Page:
Aum Shinrikyo’s Relational Afterlives
On 20th March 1995, Japan’s new religious movement Aum Shinrikyo conducted a sarin gas ‘surprise attack’ on Tokyo’s commuter subway system. This proposal makes an original contribution through the study of how Aum Shinrikyo’s internal strategic subculture – its organizational mechanisms that facilitated and prioritised the terrorist use of force against government and civilian targets – grew as a trajectory with Japan’s asset price bubble (1986-91) and the Soviet Union’s breakup in 1990-91. Despite Japan’s execution of its founder and former leader Shoko Asahara on 6th July 2018, Aum Shinrikyo continues to exist in relational afterlives, such as in the Twitter commentary of independent researcher Sarah Hightower (@nezumi_ningen); James Cox‘s novel Roppongi, Andrew Fox’s Promethean Terrorists framework, Erica Baffelli‘s study of former Aum renunciates, and the growing undercurrents of Amazon Kindle Publishing ebooks. I consider ideological parallels to the Dissident Right’s metapolitical thinkers in the United States, and for the policy implementation of the Biden Administration’s U.S. National Strategy To Counter Antisemitism released in May 2023. In particular, I address risk factors for identifying how violent extremist radicalisation and recruitment occurs in ideologically-motivated religious subcultures, and the internet’s critical role.
My upcoming talk Countering Nuclear Blackmail: New Policy Options for Australia – on a panel with ANU’s Dr Andrew Carr and the University of Melbourne’s Dr Melissa Conley Tyler for OCIS 2023 is scheduled for the 4pm-5:30pm Security session on Thursday 6th July (Arts West North Wing-356). You can access the draft program here.
My author byline for research program publications and conferences is now: Dr Alex Burns, Alumnus, Politics & International Relations, Monash University. I’ve updated my CV, Academia.edu and Google Scholar profiles.
I’m also publishing new material on my Substack newsletter.
I gave the following talk at the 13th AIPEN Workshop to be held at the University of Melbourne on 10th February 2023 – thanks to Dr Sara Meger and colleagues for organising. You can view the talk’s slides here, and hear the talk and Q&A audio here. In the talk recording I mentioned a Downtown Josh Brown piece called You Weren’t Supposed To See That.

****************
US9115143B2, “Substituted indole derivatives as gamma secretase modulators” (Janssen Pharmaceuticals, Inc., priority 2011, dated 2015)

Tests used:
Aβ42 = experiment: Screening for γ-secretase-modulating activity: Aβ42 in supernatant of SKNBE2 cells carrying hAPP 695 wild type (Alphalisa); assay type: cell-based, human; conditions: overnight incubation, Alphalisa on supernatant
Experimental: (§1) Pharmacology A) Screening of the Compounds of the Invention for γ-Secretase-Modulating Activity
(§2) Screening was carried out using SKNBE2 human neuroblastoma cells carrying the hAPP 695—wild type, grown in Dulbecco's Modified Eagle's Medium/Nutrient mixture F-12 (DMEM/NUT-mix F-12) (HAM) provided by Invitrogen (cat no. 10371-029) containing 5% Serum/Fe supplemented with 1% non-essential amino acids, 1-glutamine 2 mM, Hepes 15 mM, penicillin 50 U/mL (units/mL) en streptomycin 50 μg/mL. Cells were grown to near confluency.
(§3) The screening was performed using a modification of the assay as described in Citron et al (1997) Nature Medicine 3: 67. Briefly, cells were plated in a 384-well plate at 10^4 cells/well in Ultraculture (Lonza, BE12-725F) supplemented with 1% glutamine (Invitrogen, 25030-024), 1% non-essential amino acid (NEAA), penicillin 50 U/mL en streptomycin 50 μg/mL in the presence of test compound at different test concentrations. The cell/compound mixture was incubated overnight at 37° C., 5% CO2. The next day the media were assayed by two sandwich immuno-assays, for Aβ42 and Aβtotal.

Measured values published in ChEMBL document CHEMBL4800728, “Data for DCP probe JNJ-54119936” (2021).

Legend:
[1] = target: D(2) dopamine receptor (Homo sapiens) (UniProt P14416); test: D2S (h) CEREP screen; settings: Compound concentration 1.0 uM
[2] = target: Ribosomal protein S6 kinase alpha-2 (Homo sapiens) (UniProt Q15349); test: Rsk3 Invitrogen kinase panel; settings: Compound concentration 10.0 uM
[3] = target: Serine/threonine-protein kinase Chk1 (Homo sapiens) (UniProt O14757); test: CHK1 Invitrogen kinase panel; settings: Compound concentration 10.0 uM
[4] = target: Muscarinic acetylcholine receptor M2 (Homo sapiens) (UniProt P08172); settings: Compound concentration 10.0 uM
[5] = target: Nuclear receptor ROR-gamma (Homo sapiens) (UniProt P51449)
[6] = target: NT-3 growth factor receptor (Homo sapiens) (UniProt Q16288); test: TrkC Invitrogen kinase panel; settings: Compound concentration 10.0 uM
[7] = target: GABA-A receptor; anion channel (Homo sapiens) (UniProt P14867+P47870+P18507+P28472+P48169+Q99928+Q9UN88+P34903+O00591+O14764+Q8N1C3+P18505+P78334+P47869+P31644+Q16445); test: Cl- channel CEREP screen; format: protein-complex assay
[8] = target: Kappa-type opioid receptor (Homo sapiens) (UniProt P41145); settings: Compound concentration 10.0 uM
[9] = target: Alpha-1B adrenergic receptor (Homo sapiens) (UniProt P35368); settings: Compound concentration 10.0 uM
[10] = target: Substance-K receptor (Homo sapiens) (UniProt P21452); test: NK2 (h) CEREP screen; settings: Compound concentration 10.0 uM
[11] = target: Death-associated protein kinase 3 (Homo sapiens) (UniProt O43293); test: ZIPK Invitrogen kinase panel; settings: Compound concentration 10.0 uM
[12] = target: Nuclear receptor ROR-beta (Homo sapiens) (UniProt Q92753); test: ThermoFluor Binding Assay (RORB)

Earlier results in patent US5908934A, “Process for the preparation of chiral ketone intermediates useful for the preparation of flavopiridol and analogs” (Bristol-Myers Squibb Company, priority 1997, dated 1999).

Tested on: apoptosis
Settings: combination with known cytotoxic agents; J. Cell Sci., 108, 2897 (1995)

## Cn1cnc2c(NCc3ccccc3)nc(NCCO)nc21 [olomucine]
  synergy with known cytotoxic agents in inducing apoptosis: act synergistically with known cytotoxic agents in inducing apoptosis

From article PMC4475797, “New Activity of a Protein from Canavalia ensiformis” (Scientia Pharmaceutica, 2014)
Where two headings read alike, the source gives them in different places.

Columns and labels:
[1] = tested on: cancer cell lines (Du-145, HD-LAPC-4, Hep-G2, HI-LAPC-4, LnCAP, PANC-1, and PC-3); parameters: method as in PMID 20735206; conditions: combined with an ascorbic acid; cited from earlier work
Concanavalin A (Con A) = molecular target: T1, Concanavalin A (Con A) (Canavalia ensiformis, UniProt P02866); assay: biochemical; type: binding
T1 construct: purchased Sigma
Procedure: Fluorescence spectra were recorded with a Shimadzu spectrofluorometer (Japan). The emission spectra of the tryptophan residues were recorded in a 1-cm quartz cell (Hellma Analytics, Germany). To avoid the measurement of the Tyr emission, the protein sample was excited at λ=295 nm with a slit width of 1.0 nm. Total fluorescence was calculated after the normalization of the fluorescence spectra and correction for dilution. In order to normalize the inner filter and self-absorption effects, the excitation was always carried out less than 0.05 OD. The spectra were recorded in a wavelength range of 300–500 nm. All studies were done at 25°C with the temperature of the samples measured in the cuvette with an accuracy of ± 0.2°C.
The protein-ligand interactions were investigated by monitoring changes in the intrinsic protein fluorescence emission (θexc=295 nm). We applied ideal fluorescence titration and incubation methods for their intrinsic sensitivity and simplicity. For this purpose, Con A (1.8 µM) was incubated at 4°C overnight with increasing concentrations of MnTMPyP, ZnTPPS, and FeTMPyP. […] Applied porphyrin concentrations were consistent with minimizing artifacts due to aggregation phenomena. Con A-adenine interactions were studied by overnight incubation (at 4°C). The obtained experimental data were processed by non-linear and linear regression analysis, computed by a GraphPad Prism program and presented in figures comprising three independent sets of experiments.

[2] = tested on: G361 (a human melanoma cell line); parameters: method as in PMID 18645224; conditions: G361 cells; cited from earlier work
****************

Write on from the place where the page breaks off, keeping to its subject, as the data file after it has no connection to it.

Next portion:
From Jones to Sunak: How The City and Financialised Hedge Funds Shape The United Kingdom’s Political Economy
Rishi Sunak’s rapid ascension to becoming Prime Minister of the United Kingdom in October 2022 signalled how financialisation and capital accumulation shape the United Kingdom’s political economy. This paper investigates how Sunak’s career in Goldman Sachs and in the hedge funds the Children’s Investment Fund Management and Theleme Partners gave him the reputation and the decision-making skills to outflank former Prime Minister Liz Truss, whose Trussonomics fiscal policies sought to provide unfunded tax arbitrage for her 1% donors. The blow up in October 2022 of Liability Driven Investment leveraged strategies in United Kingdom pension funds created a classic Bagehot-style run on the gilt: financial markets reacted by deligitimating Truss and instead backing Sunak. I show how Sunak was able to use the unique meso-level (organisational) strategic subcultures of hedge funds to accumulate capital and to gain valuable tactical skills for his subsequent political career, from COVID-19 crisis alpha (reflected in Theleme Partners’ position size in the pharmaceutical firm Moderna), to pursuing new fiscal and monetary policies that reflected the City’s Big Bank deregulation experience under former Prime Minister Margaret Thatcher in the 1980s, far more than Liz Truss’s wishful idolisation of Thatcher as a leadership symbol. Global political economy lessons are drawn for future capital accumulation in Sydney (Australia), Tokyo (Japan), and Singapore financial hubs, despite the high likelihood of a bear market and continued geopolitical volatility. The likely result despite counter-hegemonic demands will be a version of the Matthew Effect: the (already) successful will become more successful.